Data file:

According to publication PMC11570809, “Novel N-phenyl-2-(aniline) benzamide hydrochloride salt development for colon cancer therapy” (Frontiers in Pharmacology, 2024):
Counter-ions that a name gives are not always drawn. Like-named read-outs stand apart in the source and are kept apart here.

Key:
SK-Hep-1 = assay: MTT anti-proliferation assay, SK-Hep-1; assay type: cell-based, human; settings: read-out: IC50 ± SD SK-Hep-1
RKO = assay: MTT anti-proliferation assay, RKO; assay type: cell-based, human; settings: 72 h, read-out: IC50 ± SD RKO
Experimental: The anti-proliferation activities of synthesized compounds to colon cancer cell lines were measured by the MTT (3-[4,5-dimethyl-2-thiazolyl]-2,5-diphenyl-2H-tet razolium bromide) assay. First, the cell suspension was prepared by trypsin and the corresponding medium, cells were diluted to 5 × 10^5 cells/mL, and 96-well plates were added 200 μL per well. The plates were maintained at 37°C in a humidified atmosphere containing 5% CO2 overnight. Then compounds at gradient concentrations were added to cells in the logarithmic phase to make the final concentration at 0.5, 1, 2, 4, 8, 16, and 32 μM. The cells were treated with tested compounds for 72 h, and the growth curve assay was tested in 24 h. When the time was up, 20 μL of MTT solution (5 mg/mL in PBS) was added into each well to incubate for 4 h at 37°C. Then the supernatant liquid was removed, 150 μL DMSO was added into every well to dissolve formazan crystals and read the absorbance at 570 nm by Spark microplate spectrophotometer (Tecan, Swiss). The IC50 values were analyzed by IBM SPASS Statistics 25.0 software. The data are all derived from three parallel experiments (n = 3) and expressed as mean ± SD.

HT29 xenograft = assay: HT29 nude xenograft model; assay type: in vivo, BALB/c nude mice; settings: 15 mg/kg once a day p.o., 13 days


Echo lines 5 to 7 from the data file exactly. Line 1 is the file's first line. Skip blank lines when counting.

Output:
RKO = assay: MTT anti-proliferation assay, RKO; assay type: cell-based, human; settings: 72 h, read-out: IC50 ± SD RKO
Experimental: The anti-proliferation activities of synthesized compounds to colon cancer cell lines were measured by the MTT (3-[4,5-dimethyl-2-thiazolyl]-2,5-diphenyl-2H-tet razolium bromide) assay. First, the cell suspension was prepared by trypsin and the corresponding medium, cells were diluted to 5 × 10^5 cells/mL, and 96-well plates were added 200 μL per well. The plates were maintained at 37°C in a humidified atmosphere containing 5% CO2 overnight. Then compounds at gradient concentrations were added to cells in the logarithmic phase to make the final concentration at 0.5, 1, 2, 4, 8, 16, and 32 μM. The cells were treated with tested compounds for 72 h, and the growth curve assay was tested in 24 h. When the time was up, 20 μL of MTT solution (5 mg/mL in PBS) was added into each well to incubate for 4 h at 37°C. Then the supernatant liquid was removed, 150 μL DMSO was added into every well to dissolve formazan crystals and read the absorbance at 570 nm by Spark microplate spectrophotometer (Tecan, Swiss). The IC50 values were analyzed by IBM SPASS Statistics 25.0 software. The data are all derived from three parallel experiments (n = 3) and expressed as mean ± SD.

HT29 xenograft = assay: HT29 nude xenograft model; assay type: in vivo, BALB/c nude mice; settings: 15 mg/kg once a day p.o., 13 days